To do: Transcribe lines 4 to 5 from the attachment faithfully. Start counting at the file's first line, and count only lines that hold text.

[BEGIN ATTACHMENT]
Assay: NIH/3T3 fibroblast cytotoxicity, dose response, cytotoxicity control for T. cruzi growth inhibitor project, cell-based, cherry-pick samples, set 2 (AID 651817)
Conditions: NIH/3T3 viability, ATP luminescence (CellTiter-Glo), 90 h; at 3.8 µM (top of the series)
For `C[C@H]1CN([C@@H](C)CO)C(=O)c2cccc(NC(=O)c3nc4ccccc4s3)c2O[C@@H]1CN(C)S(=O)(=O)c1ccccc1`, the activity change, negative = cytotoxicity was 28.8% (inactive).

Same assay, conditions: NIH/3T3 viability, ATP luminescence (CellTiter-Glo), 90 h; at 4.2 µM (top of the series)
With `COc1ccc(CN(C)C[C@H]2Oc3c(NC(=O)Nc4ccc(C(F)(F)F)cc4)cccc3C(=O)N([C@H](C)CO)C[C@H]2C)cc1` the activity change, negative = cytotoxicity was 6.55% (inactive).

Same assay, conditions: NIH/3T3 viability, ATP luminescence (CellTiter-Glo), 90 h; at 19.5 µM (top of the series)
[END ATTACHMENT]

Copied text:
Same assay, conditions: NIH/3T3 viability, ATP luminescence (CellTiter-Glo), 90 h; at 4.2 µM (top of the series)
With `COc1ccc(CN(C)C[C@H]2Oc3c(NC(=O)Nc4ccc(C(F)(F)F)cc4)cccc3C(=O)N([C@H](C)CO)C[C@H]2C)cc1` the activity change, negative = cytotoxicity was 6.55% (inactive).